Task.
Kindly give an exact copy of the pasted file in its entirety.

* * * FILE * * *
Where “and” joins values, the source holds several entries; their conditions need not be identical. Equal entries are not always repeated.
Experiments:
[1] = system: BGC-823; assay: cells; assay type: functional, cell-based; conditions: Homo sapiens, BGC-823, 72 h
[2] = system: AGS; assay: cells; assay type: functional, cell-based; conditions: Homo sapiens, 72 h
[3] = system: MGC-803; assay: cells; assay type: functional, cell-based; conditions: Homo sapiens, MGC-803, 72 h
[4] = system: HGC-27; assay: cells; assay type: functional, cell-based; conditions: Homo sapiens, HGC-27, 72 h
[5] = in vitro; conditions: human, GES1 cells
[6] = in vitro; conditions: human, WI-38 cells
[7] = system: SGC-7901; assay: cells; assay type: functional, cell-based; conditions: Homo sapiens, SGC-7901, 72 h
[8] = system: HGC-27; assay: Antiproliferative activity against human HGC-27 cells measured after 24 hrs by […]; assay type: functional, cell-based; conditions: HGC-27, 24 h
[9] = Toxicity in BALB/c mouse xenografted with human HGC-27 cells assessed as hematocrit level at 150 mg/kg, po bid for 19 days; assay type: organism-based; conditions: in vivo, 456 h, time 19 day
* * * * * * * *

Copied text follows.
Where “and” joins values, the source holds several entries; their conditions need not be identical. Equal entries are not always repeated.
Experiments:
[1] = system: BGC-823; assay: cells; assay type: functional, cell-based; conditions: Homo sapiens, BGC-823, 72 h
[2] = system: AGS; assay: cells; assay type: functional, cell-based; conditions: Homo sapiens, 72 h
[3] = system: MGC-803; assay: cells; assay type: functional, cell-based; conditions: Homo sapiens, MGC-803, 72 h
[4] = system: HGC-27; assay: cells; assay type: functional, cell-based; conditions: Homo sapiens, HGC-27, 72 h
[5] = in vitro; conditions: human, GES1 cells
[6] = in vitro; conditions: human, WI-38 cells
[7] = system: SGC-7901; assay: cells; assay type: functional, cell-based; conditions: Homo sapiens, SGC-7901, 72 h
[8] = system: HGC-27; assay: Antiproliferative activity against human HGC-27 cells measured after 24 hrs by […]; assay type: functional, cell-based; conditions: HGC-27, 24 h
[9] = Toxicity in BALB/c mouse xenografted with human HGC-27 cells assessed as hematocrit level at 150 mg/kg, po bid for 19 days; assay type: organism-based; conditions: in vivo, 456 h, time 19 day